Everything Everywhere, the name of the combined networks of T-Mobile and Orange, has announced that they’re going to begin testing LTE in conjunction with British Telecom starting this September. One would think that it would be the major cities that are the first to get coverage, but that isn’t the case here. Trials will take place in an area south of Newquay, Cornwall which has roughly 700 homes that don’t even have access to broadband. It’s expected that LTE will blanket the 25 square kilometer area with speeds that range from 2 Mbps to 40 Mbps, depending on how many people are slamming the cell sites with requests for 1080p YouTube videos. The LTE will be deployed using 2x 10 MHz channels in the 800 MHz band, otherwise known as the digital dividend band that used to be used back in the days of analog television broadcasting. Everything Everywhere did not mention which infrastructure vendor they’ve decided to use, but if we had to take a guess we’d say Huawei since they recently got the nod to rebuild Everything Everywhere’s 2G network.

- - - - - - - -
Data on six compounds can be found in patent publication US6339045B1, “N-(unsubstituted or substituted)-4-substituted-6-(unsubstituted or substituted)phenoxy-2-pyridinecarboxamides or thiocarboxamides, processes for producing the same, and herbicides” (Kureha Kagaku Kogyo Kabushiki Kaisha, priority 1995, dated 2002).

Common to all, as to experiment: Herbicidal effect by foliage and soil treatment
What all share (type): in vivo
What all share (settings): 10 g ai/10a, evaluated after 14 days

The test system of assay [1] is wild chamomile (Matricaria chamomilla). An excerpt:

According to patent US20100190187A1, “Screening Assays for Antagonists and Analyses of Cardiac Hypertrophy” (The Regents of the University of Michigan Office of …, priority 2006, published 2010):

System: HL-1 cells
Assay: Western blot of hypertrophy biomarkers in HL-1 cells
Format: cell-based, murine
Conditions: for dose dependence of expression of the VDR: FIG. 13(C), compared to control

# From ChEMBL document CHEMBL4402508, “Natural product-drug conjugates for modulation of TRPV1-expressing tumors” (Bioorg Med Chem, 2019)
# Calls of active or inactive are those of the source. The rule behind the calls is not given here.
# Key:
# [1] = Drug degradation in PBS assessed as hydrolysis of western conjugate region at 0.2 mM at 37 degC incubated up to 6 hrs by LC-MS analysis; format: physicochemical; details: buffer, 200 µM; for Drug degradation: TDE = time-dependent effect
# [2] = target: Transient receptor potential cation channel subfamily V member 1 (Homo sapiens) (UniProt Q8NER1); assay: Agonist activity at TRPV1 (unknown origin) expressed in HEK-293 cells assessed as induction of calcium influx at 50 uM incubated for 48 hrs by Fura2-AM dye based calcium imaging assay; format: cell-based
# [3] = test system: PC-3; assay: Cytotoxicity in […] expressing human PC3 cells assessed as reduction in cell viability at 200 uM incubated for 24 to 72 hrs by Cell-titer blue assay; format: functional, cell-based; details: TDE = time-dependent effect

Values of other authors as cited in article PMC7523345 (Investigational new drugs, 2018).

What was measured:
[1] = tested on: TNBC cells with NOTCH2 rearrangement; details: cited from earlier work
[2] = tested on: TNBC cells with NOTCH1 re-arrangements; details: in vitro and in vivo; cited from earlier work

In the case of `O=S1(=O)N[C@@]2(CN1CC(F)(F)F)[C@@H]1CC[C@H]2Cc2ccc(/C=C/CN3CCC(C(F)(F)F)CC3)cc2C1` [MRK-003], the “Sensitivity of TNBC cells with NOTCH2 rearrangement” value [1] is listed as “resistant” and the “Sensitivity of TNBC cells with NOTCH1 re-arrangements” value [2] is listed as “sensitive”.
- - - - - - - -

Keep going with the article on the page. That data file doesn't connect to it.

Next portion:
It’s nice to see operators doing stuff like this since many countries have pockets of rural communities that are so far behind in terms of connectivity, that they’re stuck economically. Just because someone prefers to live in the countryside doesn’t mean they should be forced to live with dialup internet access. Over on this side of this pond we’re going to see AT&T and Verizon do their best to use the prime 700 MHz spectrum to cover as much of America as possible, which is another way of saying “both coasts, plus fly over country”. It’s about time more people got to experience what high speed internet has to offer.
Update: The equipment is being supplied by both Nokia Siemens Networks and Huawei.